Renowned on the internet as one of the worst filmmakers in cinema history, Uwe Boll directed 33 films, produced 53 films, and wrote 20 of them. Many of them, such as ‘Far Cry’, ‘Alone in the Dark’, and ‘House of the Dead’ (currently sitting at an abysmal 7% rating on Rotten Tomatoes), are based on video games and widely criticised for their lack of attention to detail.
At the height of his infamy, a petition titled Stop Uwe Boll garnered 357,480 digital signatures, and the domain uweboll.com simply contained the entreaty, “Please stop making movies.”
Sean Patrick Shaul’s new documentary on Boll's life and career, ‘Fuck You All: The Uwe Boll Story’, explores Boll’s background, how he broke into the industry, and why he developed such a bad reputation amongst fans of films and video games.
It’s immediately apparent that Boll is a man with a crude and deliberately offensive sense of humour. Many of his movies, such as ‘Assault on Wall Street’ and ‘Blubberella’, are pointlessly violent, grotesque, and unfunny. But he seems to treats those close to him with care and love, in a Cro-Magnon way. On reuniting with his brother after some time apart, Boll says: "We don’t need this kind of 'I missed you' or something. It’s just, we meet each other and we say whatever, like 'Hi, fuckface,' and then we start talking. It’s not me to be very close to people in a way."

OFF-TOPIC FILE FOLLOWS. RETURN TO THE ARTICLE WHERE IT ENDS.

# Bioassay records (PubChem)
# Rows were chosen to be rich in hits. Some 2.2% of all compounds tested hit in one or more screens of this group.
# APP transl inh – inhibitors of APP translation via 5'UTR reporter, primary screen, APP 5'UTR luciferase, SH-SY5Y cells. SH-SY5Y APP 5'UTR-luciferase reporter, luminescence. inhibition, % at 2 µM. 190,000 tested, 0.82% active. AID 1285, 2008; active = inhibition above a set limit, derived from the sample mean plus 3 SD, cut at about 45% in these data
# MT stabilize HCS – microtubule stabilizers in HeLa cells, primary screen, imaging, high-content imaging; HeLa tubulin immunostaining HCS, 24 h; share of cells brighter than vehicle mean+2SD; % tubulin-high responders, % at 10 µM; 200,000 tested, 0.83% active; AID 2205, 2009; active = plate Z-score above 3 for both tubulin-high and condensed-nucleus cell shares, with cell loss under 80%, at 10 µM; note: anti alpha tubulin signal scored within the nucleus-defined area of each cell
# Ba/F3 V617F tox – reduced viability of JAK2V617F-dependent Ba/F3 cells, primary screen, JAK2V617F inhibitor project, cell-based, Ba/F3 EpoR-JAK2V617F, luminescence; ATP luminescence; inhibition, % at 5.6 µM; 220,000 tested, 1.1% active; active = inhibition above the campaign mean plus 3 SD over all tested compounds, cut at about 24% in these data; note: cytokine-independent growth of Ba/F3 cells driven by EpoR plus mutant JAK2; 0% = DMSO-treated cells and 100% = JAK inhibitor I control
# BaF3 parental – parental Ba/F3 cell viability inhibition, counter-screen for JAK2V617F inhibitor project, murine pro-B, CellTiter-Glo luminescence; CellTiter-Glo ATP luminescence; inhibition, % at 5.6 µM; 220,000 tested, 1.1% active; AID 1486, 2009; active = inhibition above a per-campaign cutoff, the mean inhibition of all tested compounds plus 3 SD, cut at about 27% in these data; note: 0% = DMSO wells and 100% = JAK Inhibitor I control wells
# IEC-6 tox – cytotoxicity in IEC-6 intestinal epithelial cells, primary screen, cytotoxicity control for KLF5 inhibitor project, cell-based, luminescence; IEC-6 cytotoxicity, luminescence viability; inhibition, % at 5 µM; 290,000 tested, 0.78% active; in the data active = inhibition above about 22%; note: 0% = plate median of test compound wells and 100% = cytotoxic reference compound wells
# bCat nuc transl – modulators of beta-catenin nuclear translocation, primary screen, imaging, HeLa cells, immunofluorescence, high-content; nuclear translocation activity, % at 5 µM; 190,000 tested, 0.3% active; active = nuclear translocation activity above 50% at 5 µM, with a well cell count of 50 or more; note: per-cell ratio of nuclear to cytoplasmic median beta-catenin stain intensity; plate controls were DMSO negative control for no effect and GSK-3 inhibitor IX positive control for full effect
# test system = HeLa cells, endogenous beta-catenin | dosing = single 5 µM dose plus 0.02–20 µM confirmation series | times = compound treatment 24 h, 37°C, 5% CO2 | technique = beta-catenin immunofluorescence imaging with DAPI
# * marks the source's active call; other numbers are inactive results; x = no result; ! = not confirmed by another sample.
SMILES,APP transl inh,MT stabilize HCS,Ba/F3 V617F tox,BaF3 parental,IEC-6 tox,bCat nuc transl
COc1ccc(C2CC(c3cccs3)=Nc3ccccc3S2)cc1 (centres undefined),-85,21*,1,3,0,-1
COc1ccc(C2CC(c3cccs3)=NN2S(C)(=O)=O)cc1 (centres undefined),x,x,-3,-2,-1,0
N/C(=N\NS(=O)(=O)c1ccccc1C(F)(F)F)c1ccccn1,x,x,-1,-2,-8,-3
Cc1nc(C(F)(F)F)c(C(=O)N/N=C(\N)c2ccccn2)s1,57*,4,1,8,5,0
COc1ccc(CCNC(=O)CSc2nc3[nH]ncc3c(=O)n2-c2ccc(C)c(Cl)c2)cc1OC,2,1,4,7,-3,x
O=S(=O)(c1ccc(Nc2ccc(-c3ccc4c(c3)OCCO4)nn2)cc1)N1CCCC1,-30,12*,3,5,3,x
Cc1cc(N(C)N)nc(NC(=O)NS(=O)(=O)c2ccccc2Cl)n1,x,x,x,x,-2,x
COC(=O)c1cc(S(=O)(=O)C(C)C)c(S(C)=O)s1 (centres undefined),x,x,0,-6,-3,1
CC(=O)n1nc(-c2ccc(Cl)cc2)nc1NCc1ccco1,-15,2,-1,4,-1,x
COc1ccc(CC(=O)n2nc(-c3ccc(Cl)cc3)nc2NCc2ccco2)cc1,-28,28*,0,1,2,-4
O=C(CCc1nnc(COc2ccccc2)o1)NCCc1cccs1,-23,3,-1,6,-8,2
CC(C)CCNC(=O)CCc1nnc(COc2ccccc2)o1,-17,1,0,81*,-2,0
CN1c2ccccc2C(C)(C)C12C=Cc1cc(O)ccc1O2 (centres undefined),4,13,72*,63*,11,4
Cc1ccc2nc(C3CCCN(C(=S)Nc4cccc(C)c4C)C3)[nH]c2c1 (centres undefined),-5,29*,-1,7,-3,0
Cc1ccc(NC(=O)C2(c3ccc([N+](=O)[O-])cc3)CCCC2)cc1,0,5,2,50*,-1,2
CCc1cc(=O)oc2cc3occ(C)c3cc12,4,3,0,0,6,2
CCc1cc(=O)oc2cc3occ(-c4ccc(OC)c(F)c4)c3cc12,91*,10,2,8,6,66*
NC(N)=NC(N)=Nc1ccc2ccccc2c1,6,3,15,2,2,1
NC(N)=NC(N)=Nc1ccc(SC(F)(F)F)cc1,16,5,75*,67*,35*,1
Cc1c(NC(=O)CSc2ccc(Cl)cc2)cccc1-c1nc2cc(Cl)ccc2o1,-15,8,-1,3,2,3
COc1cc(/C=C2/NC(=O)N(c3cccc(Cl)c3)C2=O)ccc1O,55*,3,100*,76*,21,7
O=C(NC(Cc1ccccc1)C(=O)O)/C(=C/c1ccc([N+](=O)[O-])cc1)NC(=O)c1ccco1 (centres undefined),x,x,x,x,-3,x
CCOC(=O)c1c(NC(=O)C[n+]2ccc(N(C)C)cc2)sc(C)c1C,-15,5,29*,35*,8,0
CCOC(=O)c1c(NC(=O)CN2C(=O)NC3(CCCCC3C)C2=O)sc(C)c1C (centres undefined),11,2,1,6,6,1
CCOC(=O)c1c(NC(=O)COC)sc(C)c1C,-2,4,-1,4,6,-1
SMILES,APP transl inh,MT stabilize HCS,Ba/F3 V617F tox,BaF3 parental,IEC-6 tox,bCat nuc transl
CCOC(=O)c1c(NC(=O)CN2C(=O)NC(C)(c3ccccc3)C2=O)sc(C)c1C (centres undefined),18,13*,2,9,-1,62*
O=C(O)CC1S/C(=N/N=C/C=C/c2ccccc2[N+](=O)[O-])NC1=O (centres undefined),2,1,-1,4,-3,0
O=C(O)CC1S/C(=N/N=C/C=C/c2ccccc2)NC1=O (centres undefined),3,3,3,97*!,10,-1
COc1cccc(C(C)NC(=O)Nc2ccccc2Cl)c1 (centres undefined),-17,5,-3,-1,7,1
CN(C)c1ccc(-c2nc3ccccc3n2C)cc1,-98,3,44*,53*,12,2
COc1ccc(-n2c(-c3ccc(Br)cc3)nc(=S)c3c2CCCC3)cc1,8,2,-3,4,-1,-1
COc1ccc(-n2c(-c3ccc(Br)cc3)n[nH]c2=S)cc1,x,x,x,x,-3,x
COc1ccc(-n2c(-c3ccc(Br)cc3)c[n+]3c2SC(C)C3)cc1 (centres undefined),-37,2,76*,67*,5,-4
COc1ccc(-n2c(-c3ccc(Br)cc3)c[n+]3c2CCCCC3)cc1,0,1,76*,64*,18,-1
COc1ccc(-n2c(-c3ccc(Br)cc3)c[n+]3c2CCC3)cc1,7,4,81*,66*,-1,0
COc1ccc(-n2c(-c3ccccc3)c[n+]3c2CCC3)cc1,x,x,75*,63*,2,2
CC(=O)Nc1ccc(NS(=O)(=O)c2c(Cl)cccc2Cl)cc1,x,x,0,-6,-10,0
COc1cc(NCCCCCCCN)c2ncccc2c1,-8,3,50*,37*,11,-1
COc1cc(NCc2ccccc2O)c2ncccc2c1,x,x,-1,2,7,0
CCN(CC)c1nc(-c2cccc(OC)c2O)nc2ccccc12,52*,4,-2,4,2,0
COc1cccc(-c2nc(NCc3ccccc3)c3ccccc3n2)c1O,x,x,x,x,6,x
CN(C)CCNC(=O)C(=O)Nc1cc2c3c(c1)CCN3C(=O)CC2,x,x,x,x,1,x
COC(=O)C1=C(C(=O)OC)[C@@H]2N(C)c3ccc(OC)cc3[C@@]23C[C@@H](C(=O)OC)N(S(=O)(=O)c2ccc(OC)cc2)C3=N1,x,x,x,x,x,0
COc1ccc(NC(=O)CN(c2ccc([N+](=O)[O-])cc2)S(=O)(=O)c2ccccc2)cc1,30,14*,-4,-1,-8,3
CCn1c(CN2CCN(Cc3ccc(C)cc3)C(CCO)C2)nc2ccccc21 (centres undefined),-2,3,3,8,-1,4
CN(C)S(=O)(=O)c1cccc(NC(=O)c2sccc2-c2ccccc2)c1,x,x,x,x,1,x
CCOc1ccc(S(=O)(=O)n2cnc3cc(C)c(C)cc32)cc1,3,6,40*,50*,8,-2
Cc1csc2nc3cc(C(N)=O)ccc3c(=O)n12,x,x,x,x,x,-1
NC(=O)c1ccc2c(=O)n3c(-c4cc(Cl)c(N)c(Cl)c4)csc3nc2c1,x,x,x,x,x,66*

Ever the consummate self-promoter, we get to hear Boll effuse about how great he is, and how "retarded" everyone else (critics, actors, far more successful directors) is. But the documentary also features interviews with his frequent collaborators, like Michael Paré, Brendan Fletcher and Clint Howard, who regard him with a strange fondness and respect, citing his enthusiasm and weird charisma. "I found him an efficient director and a clear director. That to me is the best combination," ‘They Live’ and ‘The Thing’ star Keith David said. For his part, Boll refers to actors as "whores".
To paraphrase one of the critics in the documentary, Boll’s films say offensive things but not with any greater purpose or to make a larger point, like a successful satirist or shock comedian would. However, he often thought he was making some scathing sociopolitical commentary and, watching his films, you could feel him trying - he just never had enough skill as a filmmaker to express what he was trying to say.
Boll often shot films with incomplete scripts and asked actors to rewrite them on the fly - ‘Rampage’ was shot in six days using only a six-page treatment. ‘BloodRayne’, a video game adaptation about a sexy Nazi-fighting vampire, started shooting with the first draft of a script that had been rewritten almost entirely by Boll in a few days before shooting. Inexplicably, the film starred Billy Zane and Sir Ben Kingsley, who has won an Oscar, a Grammy, a BAFTA, two Golden Globes, and a Screen Actors Guild Award.